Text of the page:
NEC is a common and severe gastrointestinal disease in pre-term infants, with mortality and morbidity more likely the lower the gestational age and birth weight are. Apart from gastrointestinal complications, NEC can also cause neurodevelopmental impairment.
Recent studies have found that gut microbiome dysbiosis has a crucial role in the pathogenesis of NEC.
This has led researchers to explore the role of probiotics in helping to reduce the morbidity and mortality rates of NEC in pre-term infants, but outcomes regarding the safety and efficacy of probiotics in clinical applications have so far been inconclusive.
Researchers at China's Peking University sought to review the association of gut microbiome development with NEC in pre-term infants, as well as the potential preventive impact of probiotics on the disease.
They reported that factors such as Caesarean section (C-section) birth, artificial feeding, perinatal period and postnatal antibiotics in premature infants tended to delay the colonisation of intestinal flora, making intestinal micro-ecological disorders more likely and increasing the risk of NEC.
Previous studies had found that the proportion of proteobacteria (bacteria that include a wide range of pathogens and are associated with inflammation) increased before the onset of NEC.
At the same time, the proportion of Clostridium has been found to be higher in infants with early-onset NEC, while in infants with late-onset NEC, the proportions of Shigella and Escherichia tend to be higher.
These findings suggest that intestinal flora dysregulation usually precedes the onset of NEC. As such, the researchers wrote that "monitoring changes in intestinal microecology can predict the severity of NEC".
However, while some research has reported that gut microbial diversity in infants with NEC tends to be markedly lower than in healthy infants, other studies have found no statistically significant differences in intestinal flora composition of infants with NEC and healthy infants.
The gut-brain axis?
Recent studies have also found a link between intestinal flora imbalance and complications in the nervous system. NEC has been found to affect premature infants' cognition and language, as well as their motor development.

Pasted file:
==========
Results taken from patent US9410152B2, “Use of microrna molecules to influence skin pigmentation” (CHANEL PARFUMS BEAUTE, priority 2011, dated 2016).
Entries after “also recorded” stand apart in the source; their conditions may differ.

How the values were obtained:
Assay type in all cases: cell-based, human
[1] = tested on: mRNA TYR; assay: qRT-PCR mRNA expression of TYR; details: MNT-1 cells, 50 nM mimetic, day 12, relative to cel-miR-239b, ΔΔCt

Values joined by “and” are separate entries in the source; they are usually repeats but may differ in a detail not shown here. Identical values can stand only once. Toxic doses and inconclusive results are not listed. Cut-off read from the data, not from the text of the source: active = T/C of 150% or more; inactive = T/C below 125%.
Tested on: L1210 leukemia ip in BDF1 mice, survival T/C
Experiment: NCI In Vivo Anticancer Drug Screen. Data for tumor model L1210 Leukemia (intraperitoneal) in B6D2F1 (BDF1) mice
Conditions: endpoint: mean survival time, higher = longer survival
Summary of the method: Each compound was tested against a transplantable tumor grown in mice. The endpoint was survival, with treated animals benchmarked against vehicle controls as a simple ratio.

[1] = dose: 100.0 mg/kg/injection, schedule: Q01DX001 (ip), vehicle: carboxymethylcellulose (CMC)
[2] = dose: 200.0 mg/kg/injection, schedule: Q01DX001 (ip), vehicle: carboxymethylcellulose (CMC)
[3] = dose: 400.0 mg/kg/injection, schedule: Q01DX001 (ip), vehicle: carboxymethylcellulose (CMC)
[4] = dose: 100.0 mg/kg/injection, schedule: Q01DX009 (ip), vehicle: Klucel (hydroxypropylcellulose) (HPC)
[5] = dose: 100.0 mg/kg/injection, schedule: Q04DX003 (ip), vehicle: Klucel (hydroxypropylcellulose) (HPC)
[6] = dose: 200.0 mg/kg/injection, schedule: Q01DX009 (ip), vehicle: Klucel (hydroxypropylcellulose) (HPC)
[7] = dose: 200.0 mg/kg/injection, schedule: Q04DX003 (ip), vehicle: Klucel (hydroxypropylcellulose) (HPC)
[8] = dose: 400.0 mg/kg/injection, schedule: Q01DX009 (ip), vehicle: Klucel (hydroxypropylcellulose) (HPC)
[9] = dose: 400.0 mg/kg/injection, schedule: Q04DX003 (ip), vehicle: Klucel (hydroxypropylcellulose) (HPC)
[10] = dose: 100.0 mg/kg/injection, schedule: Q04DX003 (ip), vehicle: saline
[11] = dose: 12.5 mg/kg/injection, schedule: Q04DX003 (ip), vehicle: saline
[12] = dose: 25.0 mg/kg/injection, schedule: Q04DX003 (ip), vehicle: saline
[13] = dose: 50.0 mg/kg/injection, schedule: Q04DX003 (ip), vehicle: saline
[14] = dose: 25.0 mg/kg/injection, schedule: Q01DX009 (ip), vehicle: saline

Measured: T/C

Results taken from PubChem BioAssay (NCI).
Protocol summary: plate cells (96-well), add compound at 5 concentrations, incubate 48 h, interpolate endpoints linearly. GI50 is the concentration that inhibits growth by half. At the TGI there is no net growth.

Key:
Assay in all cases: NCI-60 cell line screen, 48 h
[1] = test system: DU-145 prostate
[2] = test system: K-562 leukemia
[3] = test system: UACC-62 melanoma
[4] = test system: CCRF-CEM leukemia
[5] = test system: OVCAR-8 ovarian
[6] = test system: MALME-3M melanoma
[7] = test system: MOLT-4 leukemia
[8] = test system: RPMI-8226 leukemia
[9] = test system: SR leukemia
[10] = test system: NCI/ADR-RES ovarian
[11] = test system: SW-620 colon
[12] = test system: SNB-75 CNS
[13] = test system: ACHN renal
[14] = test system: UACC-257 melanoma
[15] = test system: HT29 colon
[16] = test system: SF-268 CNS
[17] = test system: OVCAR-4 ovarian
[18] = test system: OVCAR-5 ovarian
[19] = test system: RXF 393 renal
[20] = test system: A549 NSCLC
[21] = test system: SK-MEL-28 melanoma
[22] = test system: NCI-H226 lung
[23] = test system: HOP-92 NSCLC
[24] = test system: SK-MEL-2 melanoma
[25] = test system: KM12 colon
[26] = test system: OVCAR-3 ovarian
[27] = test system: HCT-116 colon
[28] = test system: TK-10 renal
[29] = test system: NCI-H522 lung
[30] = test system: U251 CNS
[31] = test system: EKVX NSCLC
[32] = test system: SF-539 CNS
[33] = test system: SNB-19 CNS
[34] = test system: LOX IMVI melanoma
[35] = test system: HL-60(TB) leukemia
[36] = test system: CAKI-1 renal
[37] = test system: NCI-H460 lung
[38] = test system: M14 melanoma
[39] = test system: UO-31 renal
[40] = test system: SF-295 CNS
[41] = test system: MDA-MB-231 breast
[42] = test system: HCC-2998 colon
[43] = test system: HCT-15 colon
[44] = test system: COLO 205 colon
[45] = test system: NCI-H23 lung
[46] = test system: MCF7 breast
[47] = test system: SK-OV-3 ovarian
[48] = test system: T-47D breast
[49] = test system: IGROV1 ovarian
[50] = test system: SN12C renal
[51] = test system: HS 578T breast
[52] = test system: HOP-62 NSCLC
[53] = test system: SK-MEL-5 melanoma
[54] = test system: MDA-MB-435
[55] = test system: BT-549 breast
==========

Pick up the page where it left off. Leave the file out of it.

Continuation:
There have been disputes as to the best approach to treat NEC-induced neurodevelopmental issues, with some experts advocating surgical procedures, while others prefer more conservative treatment methods.
The review stated: "The results suggest that there is a need to monitor the poor prognosis of the nervous system in children with NEC.
"Because there is still a lack of literature on the correlation between intestinal flora disorders and the severity of NEC-related neurological complications, whether the flora disorder or the NEC lesion itself causes a poor prognosis of the nervous system remains to be further studied."
Probiotics: Pro or con?
The review also stated that a meta-analysis had found that the prophylactic use of probiotics in pre-term infants, especially when multiple probiotics were combined, could significantly lower the incidence of NEC and its mortality rate.
However, it also said there was no noticeable difference in neurodevelopment between infants with NEC and healthy infants after the administration of prophylactic probiotics, suggesting probiotics do not improve the development of the nervous system in pre-term infants.
The researchers added that the effectiveness of probiotics in clinical applications could be influenced by several factors, including infant birth weight, and probiotics' composition components and strain-specific effects.
The fact that probiotics are living microorganisms also add to the uncertainty of their clinical application. As intestinal development in pre-term infants is still immature, safety hazards are more likely when they are given probiotics. While uncommon, there have been cases of septicaemia reported among premature infants after they were given probiotics.
Another potential safety hazard in the administration of probiotics is the transmission of resistance genes. Some premature infants are exposed to antibiotics after birth, which may result in resistance to probiotic treatment.
Probiotics can also transfer drug-resistant genes to intestinal pathogenic bacteria, causing this bacteria to develop drug resistance, thereby severely affecting physical health.
However, probiotics' possible adverse effects on the immune system need further research.
The researchers concluded: "NEC is a common severe gastrointestinal emergency in premature infants, which affects the long-term development of the nervous system in premature infants; intestinal microecological disorders play an important role in its pathogenesis.
"At present, it has been confirmed that intestinal flora imbalance precedes NEC, but it is affected by factors such as individual differences, sample size, and bacterial taxonomic units. Whether intestinal flora changes can predict the severity of NEC needs further trial and verification.
"The role of microecological preparations in the prevention of NEC in premature infants has attracted widespread attention. Most studies have confirmed the effectiveness and safety of probiotics. However, there is currently no uniform optimal standard for the application of probiotics.
"Probiotics are improving. The role of long-term neurological prognosis is also unclear and remains to be further validated by large-sample multi-centre randomised controlled trials."
Source: Chinese Journal of Contemporary Pediatrics
"A review of the relationship between gut microbiome and necrotizing enterocolitis in preterm infants"
Authors: Ma Yuanpei, Ma Jing Yue